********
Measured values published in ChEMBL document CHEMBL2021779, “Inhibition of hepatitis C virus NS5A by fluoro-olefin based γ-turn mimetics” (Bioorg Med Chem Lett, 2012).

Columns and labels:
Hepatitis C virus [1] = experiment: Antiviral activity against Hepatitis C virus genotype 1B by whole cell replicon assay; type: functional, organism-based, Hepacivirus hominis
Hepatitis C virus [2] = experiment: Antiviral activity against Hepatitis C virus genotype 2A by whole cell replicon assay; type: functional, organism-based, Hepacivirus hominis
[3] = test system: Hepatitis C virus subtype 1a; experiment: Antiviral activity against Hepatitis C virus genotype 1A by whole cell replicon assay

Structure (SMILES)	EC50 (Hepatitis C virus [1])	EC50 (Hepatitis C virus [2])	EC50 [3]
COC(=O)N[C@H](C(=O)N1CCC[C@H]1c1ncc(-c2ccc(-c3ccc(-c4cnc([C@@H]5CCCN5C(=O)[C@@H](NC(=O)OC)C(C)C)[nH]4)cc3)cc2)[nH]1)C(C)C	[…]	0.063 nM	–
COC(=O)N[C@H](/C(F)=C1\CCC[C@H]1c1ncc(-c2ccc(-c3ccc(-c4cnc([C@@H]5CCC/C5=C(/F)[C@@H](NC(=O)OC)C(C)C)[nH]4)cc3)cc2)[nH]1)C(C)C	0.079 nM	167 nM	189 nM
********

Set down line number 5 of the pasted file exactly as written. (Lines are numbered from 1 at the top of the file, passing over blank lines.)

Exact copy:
[3] = test system: Hepatitis C virus subtype 1a; experiment: Antiviral activity against Hepatitis C virus genotype 1A by whole cell replicon assay